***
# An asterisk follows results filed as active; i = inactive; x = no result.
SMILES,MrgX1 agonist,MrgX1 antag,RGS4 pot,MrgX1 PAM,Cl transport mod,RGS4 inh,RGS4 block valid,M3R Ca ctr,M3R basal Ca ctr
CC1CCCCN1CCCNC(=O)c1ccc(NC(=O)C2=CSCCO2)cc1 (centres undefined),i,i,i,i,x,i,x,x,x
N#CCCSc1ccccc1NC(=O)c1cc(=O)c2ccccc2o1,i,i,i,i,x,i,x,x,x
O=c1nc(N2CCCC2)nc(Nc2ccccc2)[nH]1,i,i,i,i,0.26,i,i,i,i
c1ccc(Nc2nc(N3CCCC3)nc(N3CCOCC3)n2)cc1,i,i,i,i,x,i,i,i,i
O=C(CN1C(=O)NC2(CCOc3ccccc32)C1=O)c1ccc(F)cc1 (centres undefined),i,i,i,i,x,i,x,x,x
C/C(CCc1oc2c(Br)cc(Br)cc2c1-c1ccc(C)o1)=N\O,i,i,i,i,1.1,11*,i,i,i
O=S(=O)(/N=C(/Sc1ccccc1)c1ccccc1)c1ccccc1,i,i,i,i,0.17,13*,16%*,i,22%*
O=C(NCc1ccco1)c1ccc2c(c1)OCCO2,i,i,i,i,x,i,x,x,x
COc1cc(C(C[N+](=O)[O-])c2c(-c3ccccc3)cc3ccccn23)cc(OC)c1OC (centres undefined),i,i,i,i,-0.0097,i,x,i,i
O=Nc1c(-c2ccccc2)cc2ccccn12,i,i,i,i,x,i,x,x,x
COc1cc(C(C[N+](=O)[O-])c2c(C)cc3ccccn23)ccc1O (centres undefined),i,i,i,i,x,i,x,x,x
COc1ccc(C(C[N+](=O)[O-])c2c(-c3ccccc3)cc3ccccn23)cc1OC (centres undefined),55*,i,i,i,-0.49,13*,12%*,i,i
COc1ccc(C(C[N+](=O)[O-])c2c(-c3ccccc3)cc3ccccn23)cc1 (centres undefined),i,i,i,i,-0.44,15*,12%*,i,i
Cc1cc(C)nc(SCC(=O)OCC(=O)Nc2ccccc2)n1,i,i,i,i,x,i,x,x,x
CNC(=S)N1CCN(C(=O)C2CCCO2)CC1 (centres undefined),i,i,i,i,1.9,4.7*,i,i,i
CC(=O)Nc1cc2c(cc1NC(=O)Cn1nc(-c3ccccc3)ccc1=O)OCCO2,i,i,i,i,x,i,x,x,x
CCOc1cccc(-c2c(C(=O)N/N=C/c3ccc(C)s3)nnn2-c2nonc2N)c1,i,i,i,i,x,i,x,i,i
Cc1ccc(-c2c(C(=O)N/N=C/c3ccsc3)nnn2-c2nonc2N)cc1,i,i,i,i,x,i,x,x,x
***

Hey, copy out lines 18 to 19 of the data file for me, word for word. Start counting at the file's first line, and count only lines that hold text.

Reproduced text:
CC(=O)Nc1cc2c(cc1NC(=O)Cn1nc(-c3ccccc3)ccc1=O)OCCO2,i,i,i,i,x,i,x,x,x
CCOc1cccc(-c2c(C(=O)N/N=C/c3ccc(C)s3)nnn2-c2nonc2N)c1,i,i,i,i,x,i,x,i,i